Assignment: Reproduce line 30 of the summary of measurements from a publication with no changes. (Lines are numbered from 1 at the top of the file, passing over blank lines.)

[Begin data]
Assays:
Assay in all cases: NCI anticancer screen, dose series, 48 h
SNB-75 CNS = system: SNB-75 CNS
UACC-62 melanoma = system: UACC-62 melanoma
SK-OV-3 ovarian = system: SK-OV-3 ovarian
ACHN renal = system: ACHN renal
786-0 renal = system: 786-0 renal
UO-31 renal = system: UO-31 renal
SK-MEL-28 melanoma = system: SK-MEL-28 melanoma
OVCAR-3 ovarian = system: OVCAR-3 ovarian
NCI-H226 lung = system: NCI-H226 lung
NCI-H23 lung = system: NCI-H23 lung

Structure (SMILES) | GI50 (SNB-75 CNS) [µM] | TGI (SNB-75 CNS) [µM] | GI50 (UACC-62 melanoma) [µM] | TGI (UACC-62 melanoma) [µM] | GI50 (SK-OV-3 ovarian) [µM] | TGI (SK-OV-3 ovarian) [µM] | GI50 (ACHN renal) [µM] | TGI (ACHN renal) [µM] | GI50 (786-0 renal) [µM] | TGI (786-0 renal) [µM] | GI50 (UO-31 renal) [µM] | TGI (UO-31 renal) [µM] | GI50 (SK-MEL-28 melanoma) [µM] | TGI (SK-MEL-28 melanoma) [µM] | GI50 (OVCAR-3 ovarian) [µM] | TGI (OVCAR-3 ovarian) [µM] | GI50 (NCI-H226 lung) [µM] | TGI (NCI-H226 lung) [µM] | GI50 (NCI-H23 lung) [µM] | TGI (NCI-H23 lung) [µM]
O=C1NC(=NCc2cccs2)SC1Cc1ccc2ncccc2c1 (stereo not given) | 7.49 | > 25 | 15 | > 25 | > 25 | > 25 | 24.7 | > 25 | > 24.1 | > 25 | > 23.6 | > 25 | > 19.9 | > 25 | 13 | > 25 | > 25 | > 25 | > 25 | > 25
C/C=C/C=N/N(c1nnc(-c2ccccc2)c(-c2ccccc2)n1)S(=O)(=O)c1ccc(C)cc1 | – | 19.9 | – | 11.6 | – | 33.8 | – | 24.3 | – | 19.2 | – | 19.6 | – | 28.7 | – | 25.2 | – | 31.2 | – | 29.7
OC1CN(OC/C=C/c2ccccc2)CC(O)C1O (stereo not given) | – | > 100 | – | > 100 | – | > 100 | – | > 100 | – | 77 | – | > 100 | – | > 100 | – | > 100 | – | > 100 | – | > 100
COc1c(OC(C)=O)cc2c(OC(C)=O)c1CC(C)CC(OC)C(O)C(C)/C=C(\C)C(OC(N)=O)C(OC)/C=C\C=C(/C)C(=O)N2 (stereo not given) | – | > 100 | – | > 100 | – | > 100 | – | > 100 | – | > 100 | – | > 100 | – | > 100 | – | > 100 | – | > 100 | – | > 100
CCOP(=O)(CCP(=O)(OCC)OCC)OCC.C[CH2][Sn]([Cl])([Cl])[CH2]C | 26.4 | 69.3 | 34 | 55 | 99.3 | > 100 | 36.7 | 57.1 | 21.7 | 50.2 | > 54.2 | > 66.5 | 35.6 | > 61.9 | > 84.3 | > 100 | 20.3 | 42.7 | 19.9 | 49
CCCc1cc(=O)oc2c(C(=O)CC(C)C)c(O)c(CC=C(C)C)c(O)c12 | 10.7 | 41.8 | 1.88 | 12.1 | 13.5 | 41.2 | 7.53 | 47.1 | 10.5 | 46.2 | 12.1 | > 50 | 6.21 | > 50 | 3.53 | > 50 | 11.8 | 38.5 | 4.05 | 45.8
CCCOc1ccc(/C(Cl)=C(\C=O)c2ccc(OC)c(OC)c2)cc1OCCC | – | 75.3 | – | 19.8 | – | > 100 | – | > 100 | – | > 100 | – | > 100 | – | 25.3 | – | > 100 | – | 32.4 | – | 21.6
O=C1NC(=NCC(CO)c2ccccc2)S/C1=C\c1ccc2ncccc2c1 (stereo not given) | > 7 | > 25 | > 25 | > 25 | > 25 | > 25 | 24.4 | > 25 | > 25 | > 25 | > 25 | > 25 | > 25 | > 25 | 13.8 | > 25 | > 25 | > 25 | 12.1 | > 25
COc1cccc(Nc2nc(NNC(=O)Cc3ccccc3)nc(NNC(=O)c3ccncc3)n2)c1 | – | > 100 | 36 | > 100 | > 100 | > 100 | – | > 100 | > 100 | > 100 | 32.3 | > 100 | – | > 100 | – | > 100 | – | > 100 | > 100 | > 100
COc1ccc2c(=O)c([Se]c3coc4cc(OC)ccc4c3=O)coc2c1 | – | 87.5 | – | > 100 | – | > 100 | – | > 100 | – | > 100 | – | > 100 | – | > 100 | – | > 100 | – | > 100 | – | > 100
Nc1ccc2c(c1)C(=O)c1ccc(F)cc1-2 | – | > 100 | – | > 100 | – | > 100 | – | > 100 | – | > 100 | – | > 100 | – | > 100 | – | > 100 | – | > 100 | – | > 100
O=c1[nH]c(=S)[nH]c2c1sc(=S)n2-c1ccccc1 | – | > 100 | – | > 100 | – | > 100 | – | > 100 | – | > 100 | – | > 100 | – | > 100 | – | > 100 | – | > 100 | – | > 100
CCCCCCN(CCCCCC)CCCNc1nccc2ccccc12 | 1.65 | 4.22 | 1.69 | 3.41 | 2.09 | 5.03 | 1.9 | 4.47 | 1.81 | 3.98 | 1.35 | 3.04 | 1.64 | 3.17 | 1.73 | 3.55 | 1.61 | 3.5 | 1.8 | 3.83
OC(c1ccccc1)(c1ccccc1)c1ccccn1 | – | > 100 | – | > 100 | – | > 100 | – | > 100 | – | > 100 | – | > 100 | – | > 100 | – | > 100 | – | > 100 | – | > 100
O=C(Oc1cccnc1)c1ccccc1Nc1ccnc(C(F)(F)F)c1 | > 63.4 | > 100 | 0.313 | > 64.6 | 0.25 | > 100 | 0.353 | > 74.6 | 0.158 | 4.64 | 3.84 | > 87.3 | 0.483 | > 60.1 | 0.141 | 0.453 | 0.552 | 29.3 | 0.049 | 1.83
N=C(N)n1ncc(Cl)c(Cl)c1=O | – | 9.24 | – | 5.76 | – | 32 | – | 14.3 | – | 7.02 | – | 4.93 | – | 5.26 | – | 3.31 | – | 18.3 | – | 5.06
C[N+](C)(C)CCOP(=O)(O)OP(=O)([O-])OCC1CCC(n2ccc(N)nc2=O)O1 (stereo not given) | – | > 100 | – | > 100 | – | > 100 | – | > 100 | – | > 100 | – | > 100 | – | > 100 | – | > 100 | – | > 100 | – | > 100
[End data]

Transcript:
C[N+](C)(C)CCOP(=O)(O)OP(=O)([O-])OCC1CCC(n2ccc(N)nc2=O)O1 (stereo not given) | – | > 100 | – | > 100 | – | > 100 | – | > 100 | – | > 100 | – | > 100 | – | > 100 | – | > 100 | – | > 100 | – | > 100